Once inside the facility, some uncertainties remained. Laura wondered “Why am I doing this?! What is my mum going to think of the pictures in the paper?! I’m sure this was never in the lifeplan she never actually created for me.” [Laura’s a newspaper reporter and expected to document her story with pictures.] But once those concerns dissipated and the clothes were off, she could “walk across the grass and I feel about as self-conscious as I would if I had a bikini on. Except I don’t.” And when the time came to get dressed before leaving, “it’s with a surprising degree of reluctance.”
If only more people who’ve enjoyed nudity only by themselves at home or in a secluded place outdoors could realize that naturist social nudity with others is just as easy – and even better.
Vermont has no landed or non-landed naturist clubs affiliated with AANR, and only one non-landed club affiliated with TNSF. Besides that, the outdoor naturist season there is short. Nevertheless, Vermont residents tend to be liberal and open-minded, and there are a number of skinny-dipping places on public and private land. An especially popular one is the Punch Bowl, located in a wide place on the east side of the Mad River, near the town of Waitsfield (pop. 1844). Details can be found at SwimmingHoles.org in the Mad River section.
The Punch Bowl is on private land, and its owners intend to keep it open as a day-use public swimming hole. They’ve provided a parking area beside the main road, and there’s even a small picnic area. Clothing is very much optional at the Punch Bowl. Although skinny dippers can be seen from nearby trails, most trail users are fully aware of the status. In fact, the SwimmingHoles.org write-up notes that “Swimsuits are considered to be in poor taste here.”
Sierra, presumably a teenager and regular visitor at Lupin Lodge, on the outskirts of Silicon Valley near Los Gatos, CA, writes about both teenage angst and the benefits of social nudity to teens. She observes: “Many teenagers can’t even imagine having to be naked in front of other people at this point in their lives. They are self-conscious, prone to inconveniently timed bodily responses, or newly introduced to their menstrual cycle with no interest in wandering around with a visible string between their legs in addition to their other self-image issues.”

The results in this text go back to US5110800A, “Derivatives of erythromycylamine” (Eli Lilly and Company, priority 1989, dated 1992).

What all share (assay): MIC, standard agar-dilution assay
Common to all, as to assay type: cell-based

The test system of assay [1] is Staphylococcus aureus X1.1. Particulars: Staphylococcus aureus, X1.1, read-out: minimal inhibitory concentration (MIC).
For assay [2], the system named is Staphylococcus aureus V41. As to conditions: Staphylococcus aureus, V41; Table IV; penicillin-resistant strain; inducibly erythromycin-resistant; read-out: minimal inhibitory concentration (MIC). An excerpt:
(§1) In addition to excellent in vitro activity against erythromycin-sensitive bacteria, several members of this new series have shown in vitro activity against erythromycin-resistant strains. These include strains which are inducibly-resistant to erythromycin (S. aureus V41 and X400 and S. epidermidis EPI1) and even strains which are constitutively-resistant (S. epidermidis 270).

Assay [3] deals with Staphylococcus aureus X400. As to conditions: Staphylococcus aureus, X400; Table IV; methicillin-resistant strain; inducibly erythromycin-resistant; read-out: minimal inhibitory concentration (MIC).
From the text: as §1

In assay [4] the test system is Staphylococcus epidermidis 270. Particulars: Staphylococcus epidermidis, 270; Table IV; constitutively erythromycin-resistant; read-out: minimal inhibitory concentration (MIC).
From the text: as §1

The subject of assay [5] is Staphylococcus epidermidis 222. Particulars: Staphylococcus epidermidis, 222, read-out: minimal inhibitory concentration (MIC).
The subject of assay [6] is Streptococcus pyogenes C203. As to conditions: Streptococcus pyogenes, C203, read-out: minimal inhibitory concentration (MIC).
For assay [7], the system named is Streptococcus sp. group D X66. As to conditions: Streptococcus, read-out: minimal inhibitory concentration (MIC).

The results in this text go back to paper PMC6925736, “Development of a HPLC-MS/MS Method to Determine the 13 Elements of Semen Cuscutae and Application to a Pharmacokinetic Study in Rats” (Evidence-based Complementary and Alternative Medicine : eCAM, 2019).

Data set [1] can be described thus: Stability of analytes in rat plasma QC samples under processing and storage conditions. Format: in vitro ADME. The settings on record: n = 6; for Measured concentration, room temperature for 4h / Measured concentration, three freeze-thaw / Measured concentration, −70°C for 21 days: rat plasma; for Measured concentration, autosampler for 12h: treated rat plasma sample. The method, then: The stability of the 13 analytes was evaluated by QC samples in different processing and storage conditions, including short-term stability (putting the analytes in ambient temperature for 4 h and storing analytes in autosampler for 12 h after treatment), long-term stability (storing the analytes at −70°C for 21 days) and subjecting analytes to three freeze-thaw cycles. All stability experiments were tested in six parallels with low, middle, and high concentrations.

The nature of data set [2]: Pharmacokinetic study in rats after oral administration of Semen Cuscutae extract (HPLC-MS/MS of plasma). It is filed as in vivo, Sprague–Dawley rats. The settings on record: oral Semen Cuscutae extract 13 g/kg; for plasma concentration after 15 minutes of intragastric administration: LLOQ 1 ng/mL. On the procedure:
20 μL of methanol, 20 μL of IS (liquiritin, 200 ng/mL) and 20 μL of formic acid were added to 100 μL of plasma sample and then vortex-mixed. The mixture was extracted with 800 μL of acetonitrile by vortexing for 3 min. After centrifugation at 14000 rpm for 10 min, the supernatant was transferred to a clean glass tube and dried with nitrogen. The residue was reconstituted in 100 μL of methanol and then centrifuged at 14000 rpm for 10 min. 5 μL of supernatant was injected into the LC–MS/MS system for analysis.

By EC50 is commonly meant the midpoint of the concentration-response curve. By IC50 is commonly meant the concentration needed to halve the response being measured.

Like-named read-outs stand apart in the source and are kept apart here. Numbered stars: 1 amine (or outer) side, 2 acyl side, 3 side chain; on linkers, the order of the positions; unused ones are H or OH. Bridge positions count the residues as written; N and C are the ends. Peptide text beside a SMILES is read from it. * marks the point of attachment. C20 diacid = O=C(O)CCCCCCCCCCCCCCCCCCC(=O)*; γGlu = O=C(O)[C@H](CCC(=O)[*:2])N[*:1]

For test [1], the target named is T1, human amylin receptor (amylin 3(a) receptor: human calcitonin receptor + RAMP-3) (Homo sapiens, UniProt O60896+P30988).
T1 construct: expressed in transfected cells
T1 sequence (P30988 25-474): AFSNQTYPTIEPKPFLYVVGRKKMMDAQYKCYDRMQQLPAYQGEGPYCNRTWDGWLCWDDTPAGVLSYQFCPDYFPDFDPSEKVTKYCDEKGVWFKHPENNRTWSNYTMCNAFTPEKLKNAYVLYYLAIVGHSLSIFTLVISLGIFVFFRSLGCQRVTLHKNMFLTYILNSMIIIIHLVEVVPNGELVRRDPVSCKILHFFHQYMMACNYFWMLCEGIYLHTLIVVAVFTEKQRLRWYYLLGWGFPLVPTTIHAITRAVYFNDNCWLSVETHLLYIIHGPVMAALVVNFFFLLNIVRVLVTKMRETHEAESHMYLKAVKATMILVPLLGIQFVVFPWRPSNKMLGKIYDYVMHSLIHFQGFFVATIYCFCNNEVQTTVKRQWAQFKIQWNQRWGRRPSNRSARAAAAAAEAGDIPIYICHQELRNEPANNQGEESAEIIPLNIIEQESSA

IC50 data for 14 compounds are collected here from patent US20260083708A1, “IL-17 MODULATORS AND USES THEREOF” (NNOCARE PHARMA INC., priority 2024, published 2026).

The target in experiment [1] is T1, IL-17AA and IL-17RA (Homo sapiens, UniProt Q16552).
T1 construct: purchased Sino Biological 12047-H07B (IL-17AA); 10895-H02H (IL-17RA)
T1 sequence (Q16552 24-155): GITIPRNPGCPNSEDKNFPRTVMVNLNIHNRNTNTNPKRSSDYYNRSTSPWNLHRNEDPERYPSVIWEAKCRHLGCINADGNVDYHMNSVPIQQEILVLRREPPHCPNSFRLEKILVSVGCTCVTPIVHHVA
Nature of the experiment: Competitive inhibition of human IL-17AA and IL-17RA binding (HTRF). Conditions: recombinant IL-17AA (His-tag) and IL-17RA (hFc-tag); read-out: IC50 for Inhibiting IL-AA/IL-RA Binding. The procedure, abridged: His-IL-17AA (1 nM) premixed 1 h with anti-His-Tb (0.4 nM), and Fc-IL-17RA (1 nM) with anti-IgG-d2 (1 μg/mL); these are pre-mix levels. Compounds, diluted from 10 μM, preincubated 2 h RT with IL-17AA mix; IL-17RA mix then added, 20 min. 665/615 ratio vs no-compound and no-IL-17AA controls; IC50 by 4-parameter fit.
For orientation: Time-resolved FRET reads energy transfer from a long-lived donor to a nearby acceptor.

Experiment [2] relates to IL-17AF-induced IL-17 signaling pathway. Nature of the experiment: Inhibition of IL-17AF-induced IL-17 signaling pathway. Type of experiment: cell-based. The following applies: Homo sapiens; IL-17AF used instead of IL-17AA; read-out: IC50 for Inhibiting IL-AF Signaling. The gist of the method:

On the plus side for going naked, there are details most naturists understand. The benefits are both emotional and physical – especially for teenagers. There are health benefits for the immune system due to increased exposure to sunlight (vitamin D) and strengthened immunity due to contact with allergens and bacteria. The emotional benefits are at least as important. Becoming comfortable around others while naked increases body acceptance and decreases socially-acquired shame associated with naked bodies and all their parts. Most people are unfortunate not to receive the emotional benefits of nudity until later in life – if at all.
Bonus from earlier:
Naked Camping: How and Where to Embrace Nature in the Nude (4/12/19)
Several articles above go into various aspects of naturist camping, or simply enjoying natural places without clothes. There are very good reasons why “naturist” is a very apt term for people who enjoy nudity outdoors. According to this article, “Naked camping, or ‘naturist’ camping, might just be the way you roll in the morning when you’re sleeping outside. But more and more people are catching on to “naked camping” as an intentional way to feel closer to the great outdoors.” Hiking or camping naked isn’t just simpler if you don’t have to bother with clothes. An equally important benefit is dispensing with barriers between individuals and the natural world – barriers that are usually unavoidable in “normal” everyday life. Outdoor activities can be uncomfortable on hot days, but going naked allows for natural air conditioning.
This article touches on various aspects of enjoying camping and other outdoor activities without the encumbrance of clothing. Although nudity in/on hot springs, skinny-dipping spots, clothing-optional beaches, and hiking trails makes, a great deal of sense, such natural attractions are often located far from where most people live. Naturist clubs, resorts, and campgrounds are good options that may be more conveniently located, yet can (if they have sufficient natural open space) allow for the same enjoyment of being naked outdoors.
The site as a whole contains lots of useful camping information. The present article briefly covers several important aspects of going naked in nature. The list includes: (1) Why going naked helps to get closer to nature; (2) An overview of naturist clubs and campgrounds; (3) How to visit a naturist campground or beach, with a short list of specific advice; (4) A list of 10 outdoor naturist campgrounds – one is actually a hot springs – Valley View Hot Springs, in Colorado.